Rev. Andrew Jackson Bixler, an Ohio man by birth and a veteran Union soldier, came to Marion, Kansas, over forty-five years ago and gave the best years of his active career to the ministry of the Methodist Episcopal Church. He is now living retired in a comfortable home at Marion.
His had been a life of almost ceaseless activity and devoted to the welfare of church and society. His birth occurred on a farm in Stark County, Ohio, October 6, 1844. His parents were David L. and Catherine (Richards) Bixler. His father, who was born in Maryland in 1796, moved at the age of seven with his parents to Berks County, Pennsylvanis, and there his early life, until the age of twenty, was spent on a farm. His parents having died in the meantime, he came to Stark County, Ohio, which was then a comparatively new district in Northern Ohio. The site of the present City of Canton contained only a few buildings, and he went a little distance away from that center and established a home on Government land. He developed a good farm and made agriculture his vocation until July 20, 1867. He was a life long member of the Church of the Brethren. He was twice married, and was the father of eighteen children by his two wives. In 1818 he married Miss Markley, a native of Pennsylvania, and their five children were named Daniel, Christina, Esther, John and George, all now deceased. In 1826 he married Catherine Richards, who was born in Berks County, Pennsylvania, June 2, 1806, and died June 13, 1871. Her thirteen children, nine sons and four daughters, are briefly given record as follows: Israel, born July 19, 1828, died in 1907; Mary Ann, born June 26, 1830, died in 1875; Levi, born January 27, 1831, was a Civil war soldier in the First Michigan Light Artillery and died in 1898; Jacob, born January 17, 1833, was in the Union army with the Seventy-ninth Ohio Infantry, and died in 1892; David, born January 30, 1834, died in 1890; Catherine, born June 7, 1836, died in 1907; Benjamin Washington, born May 7, 1838, is now living at East Akron, Ohio, was a Union soldier in the 104th Ohio Infantry; Elizabeth, born August 31, 1840, died in 1905; Susan, born June 26, 1842, died in 1902; the tenth in age is Rev. Andrew J.; Henry, born September 7, 1846, served in the Civil war with the Twenty-fifth Ohio Infantry and died in 1912; William, born March 17, 1846, fought for the Union with the Twenty-fifth Ohio Reglment, and for many years had been a prominent minister of the Brethren Church at East Akron, Ohio; Louis, born May 14, 1850, followed the profession of private detective and died in 1902. This is truly a notable family. All of them grew up and lived past middle age, most of the sons were soldiers of the Union, and all achieved honorable position in life.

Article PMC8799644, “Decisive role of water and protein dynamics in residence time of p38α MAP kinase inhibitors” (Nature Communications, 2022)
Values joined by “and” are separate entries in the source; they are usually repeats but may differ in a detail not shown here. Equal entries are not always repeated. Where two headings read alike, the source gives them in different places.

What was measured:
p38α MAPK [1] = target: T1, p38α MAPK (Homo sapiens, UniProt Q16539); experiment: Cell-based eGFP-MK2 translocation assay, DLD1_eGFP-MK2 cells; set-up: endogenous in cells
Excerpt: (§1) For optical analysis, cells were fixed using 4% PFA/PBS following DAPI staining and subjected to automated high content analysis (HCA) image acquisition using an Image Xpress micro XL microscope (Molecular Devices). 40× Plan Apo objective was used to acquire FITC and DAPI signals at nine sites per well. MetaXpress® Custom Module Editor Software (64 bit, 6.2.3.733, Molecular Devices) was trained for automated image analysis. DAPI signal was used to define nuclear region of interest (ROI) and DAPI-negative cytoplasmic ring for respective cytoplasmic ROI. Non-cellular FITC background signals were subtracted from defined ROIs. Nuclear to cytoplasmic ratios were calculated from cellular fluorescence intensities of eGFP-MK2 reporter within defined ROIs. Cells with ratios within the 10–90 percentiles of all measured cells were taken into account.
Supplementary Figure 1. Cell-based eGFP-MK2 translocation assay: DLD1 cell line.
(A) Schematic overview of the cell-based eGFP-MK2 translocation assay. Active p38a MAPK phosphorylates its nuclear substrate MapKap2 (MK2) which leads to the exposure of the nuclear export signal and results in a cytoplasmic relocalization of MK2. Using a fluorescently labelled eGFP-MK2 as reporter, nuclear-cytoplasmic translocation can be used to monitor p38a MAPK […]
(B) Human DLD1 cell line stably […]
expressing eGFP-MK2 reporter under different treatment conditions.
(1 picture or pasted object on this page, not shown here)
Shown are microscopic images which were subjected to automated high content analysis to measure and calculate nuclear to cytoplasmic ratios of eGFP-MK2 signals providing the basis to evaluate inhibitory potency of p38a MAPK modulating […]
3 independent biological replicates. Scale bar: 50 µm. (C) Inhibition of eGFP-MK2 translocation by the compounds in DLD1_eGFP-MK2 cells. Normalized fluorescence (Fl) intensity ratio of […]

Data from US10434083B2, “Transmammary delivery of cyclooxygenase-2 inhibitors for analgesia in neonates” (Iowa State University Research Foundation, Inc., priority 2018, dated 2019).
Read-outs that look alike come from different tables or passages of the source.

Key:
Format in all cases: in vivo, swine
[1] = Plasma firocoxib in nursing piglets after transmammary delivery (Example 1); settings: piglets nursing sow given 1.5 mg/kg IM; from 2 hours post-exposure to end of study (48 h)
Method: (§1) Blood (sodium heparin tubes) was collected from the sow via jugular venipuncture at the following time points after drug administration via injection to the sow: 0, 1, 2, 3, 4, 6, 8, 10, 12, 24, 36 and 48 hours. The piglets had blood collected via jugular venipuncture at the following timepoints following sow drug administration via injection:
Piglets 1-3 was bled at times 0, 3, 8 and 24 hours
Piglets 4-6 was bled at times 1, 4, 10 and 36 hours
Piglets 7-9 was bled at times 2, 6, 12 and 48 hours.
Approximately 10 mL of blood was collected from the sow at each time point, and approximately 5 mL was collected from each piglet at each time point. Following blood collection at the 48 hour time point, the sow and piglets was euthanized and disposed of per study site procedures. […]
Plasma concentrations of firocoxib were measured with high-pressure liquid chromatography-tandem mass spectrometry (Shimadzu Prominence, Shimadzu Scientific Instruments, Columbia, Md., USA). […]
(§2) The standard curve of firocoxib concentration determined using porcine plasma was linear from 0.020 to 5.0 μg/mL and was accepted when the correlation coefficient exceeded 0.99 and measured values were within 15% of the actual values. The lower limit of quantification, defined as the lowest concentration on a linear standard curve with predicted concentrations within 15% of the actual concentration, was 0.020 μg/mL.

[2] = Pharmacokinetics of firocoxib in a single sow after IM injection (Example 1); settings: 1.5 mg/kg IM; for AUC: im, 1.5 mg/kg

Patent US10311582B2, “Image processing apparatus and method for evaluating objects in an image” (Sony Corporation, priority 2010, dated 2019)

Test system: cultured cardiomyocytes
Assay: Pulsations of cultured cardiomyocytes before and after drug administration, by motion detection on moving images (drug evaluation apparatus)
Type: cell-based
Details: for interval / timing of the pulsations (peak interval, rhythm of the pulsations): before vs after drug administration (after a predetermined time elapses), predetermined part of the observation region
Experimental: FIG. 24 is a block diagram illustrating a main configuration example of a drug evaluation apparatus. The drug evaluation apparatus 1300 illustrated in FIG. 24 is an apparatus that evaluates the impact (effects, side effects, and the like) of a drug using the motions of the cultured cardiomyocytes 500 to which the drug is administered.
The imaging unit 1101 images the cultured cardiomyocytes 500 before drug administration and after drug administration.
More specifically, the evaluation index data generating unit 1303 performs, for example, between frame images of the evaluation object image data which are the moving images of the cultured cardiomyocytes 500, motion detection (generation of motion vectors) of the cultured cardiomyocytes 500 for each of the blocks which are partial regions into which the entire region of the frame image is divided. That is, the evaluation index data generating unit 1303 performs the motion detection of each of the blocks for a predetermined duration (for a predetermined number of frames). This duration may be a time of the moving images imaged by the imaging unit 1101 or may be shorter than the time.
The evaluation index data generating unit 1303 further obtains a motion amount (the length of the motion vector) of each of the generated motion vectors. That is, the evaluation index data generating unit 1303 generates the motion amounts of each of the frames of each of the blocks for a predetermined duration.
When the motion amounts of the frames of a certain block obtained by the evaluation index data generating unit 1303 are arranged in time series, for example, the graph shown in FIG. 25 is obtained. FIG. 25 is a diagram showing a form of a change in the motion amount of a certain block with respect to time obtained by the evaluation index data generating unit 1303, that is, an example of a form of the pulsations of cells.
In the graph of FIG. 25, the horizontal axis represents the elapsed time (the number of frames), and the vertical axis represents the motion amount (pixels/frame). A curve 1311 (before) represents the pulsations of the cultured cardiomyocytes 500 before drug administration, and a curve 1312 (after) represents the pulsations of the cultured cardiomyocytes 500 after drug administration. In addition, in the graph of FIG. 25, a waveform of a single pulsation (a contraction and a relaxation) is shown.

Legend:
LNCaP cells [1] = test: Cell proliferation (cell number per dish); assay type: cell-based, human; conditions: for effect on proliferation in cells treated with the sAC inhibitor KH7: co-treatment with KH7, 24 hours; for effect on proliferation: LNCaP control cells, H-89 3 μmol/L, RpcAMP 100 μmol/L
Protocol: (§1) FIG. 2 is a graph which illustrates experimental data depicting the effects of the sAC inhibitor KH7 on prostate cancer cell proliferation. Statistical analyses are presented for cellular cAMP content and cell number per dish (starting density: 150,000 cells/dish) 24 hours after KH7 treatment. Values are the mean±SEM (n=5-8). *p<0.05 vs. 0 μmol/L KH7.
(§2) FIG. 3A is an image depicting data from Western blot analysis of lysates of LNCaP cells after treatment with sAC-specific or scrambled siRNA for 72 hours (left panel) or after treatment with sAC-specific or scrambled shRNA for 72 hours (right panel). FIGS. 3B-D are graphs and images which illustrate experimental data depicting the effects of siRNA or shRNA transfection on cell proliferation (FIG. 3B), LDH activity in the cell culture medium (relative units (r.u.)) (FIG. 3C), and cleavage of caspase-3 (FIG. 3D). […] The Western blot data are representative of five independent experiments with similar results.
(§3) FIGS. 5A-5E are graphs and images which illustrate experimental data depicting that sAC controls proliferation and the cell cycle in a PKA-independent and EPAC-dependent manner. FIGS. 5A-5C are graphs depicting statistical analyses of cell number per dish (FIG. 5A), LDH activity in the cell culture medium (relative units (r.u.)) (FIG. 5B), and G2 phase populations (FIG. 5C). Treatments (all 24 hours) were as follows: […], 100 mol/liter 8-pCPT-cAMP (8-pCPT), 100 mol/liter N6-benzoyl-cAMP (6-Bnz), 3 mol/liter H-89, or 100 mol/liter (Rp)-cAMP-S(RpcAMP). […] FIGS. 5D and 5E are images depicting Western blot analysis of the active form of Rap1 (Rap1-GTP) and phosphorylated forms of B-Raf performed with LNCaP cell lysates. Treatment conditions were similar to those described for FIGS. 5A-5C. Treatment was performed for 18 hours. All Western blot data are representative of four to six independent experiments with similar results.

Andrew Jackson Bixler lived in the peaceful and orderly environment of the homestead farm in Stark County, Ohio, until he was twenty years of age, in the meantime attending the local schools. On October 5, 1864, the day before his twentieth birthday, he enlisted in Company C of the Seventy-first Ohio Infantry. He saw a little more than a year of active service, being mustered out at San Antonio, Texas, October 16, 1865. Though he went into the army when the canse of the Confederacy was on the wane, he was a participant in two of the bloodiest battles of the war. His regiment was part of the Army of the Cumberland, under General Thomas, and he fought in the battles of Spring Hill, Franklin and Nashville. Though exposed to many dangers he was never wounded and his record is without flaw, since he was never in a guard house for dereliction of duty nor in a hospital.
At the close of his army service he returned to his old home in Stark County, and for three years attended an academy at Marlboro. He also taught school in Stark County five years, and it was in that role that he appeared in Kansas when he came to the state in 1871. He put in five years teaching in different districts in Marion County. In the meantime he had manifested a strong bent for the ministry and in 1879 was qualified as an itinerant minister of the Methodist Episcopal Church. That was his work for thirty-three years, and though now on the retired list is a member of the Southwest Kansas Conference. Soon after coming to Kansas he located a homestead in Marion County in 1872, and he still owned the quarter section, now highly developed as a prosperous farm. Since 1915 he had enjoyed the comforts of his good home in Marion. During 1915 Rev. Mr. Bixler was chaplain at the Kansas State Military Home at Fort Dodge. He is an esteemed member of Pap Thomas Post No. 42, Grand Army of the Republic, at Marion, and is a Knight Templar Mason.
Shortly after coming to Kansas, at Marion, on July 11, 1872, he married Miss Margaret Ann Stage, who was born at Ligonier, Indiana, April 10, 1849, a daughter of S. S. Stage. Mrs. Bixler went hand in hand and heartily in sympathy with the work of her husband as a minister and she had also tanght school for fifteen years in Indiana and Kansas. The death of this good woman occurred at Marion July 22, 1903. They were the parents of four children, two sons and two daughters, namely: William Edgar, Nellie, Walter and Clara Mand. Clara Maud is with her father, and is keeping up the home for him.